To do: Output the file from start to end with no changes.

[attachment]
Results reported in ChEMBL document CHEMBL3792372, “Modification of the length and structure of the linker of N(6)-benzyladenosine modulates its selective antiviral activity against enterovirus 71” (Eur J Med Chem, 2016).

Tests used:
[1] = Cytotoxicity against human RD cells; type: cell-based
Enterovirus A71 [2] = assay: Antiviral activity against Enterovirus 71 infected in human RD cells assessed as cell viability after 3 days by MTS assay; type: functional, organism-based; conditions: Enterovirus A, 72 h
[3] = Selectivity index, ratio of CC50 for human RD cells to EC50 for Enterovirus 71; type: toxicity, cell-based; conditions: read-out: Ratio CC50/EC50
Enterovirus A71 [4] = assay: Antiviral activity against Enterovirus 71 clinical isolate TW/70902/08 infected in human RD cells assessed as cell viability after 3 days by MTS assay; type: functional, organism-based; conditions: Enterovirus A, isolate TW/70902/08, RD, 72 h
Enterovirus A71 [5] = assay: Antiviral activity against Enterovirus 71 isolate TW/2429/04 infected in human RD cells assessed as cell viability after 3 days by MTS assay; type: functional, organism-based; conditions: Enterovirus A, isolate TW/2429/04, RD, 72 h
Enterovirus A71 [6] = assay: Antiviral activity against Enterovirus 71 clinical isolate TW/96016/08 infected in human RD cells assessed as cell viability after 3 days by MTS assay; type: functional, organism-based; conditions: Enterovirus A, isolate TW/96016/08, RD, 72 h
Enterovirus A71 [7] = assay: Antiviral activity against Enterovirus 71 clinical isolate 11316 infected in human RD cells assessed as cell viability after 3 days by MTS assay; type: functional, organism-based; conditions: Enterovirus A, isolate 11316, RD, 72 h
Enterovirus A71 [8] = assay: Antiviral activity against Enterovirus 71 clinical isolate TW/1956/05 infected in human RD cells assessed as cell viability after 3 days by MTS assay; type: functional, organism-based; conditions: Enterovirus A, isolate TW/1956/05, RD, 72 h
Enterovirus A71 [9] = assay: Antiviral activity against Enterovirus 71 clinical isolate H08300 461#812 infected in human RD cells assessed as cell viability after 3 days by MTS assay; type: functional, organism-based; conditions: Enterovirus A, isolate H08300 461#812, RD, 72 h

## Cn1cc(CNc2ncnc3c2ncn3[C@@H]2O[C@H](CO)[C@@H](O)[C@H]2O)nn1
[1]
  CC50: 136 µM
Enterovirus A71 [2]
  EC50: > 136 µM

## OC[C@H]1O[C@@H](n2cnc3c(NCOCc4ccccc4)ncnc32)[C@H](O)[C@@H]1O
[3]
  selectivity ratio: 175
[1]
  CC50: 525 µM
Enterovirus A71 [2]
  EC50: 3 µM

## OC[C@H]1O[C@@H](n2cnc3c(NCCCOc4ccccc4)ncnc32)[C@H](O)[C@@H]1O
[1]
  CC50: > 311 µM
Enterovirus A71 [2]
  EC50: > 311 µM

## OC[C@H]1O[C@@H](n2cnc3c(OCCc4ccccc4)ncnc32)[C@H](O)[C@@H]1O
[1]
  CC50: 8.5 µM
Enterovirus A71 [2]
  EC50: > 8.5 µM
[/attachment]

Results reported in ChEMBL document CHEMBL3792372, “Modification of the length and structure of the linker of N(6)-benzyladenosine modulates its selective antiviral activity against enterovirus 71” (Eur J Med Chem, 2016).

Tests used:
[1] = Cytotoxicity against human RD cells; type: cell-based
Enterovirus A71 [2] = assay: Antiviral activity against Enterovirus 71 infected in human RD cells assessed as cell viability after 3 days by MTS assay; type: functional, organism-based; conditions: Enterovirus A, 72 h
[3] = Selectivity index, ratio of CC50 for human RD cells to EC50 for Enterovirus 71; type: toxicity, cell-based; conditions: read-out: Ratio CC50/EC50
Enterovirus A71 [4] = assay: Antiviral activity against Enterovirus 71 clinical isolate TW/70902/08 infected in human RD cells assessed as cell viability after 3 days by MTS assay; type: functional, organism-based; conditions: Enterovirus A, isolate TW/70902/08, RD, 72 h
Enterovirus A71 [5] = assay: Antiviral activity against Enterovirus 71 isolate TW/2429/04 infected in human RD cells assessed as cell viability after 3 days by MTS assay; type: functional, organism-based; conditions: Enterovirus A, isolate TW/2429/04, RD, 72 h
Enterovirus A71 [6] = assay: Antiviral activity against Enterovirus 71 clinical isolate TW/96016/08 infected in human RD cells assessed as cell viability after 3 days by MTS assay; type: functional, organism-based; conditions: Enterovirus A, isolate TW/96016/08, RD, 72 h
Enterovirus A71 [7] = assay: Antiviral activity against Enterovirus 71 clinical isolate 11316 infected in human RD cells assessed as cell viability after 3 days by MTS assay; type: functional, organism-based; conditions: Enterovirus A, isolate 11316, RD, 72 h
Enterovirus A71 [8] = assay: Antiviral activity against Enterovirus 71 clinical isolate TW/1956/05 infected in human RD cells assessed as cell viability after 3 days by MTS assay; type: functional, organism-based; conditions: Enterovirus A, isolate TW/1956/05, RD, 72 h
Enterovirus A71 [9] = assay: Antiviral activity against Enterovirus 71 clinical isolate H08300 461#812 infected in human RD cells assessed as cell viability after 3 days by MTS assay; type: functional, organism-based; conditions: Enterovirus A, isolate H08300 461#812, RD, 72 h

## Cn1cc(CNc2ncnc3c2ncn3[C@@H]2O[C@H](CO)[C@@H](O)[C@H]2O)nn1
[1]
  CC50: 136 µM
Enterovirus A71 [2]
  EC50: > 136 µM

## OC[C@H]1O[C@@H](n2cnc3c(NCOCc4ccccc4)ncnc32)[C@H](O)[C@@H]1O
[3]
  selectivity ratio: 175
[1]
  CC50: 525 µM
Enterovirus A71 [2]
  EC50: 3 µM

## OC[C@H]1O[C@@H](n2cnc3c(NCCCOc4ccccc4)ncnc32)[C@H](O)[C@@H]1O
[1]
  CC50: > 311 µM
Enterovirus A71 [2]
  EC50: > 311 µM

## OC[C@H]1O[C@@H](n2cnc3c(OCCc4ccccc4)ncnc32)[C@H](O)[C@@H]1O
[1]
  CC50: 8.5 µM
Enterovirus A71 [2]
  EC50: > 8.5 µM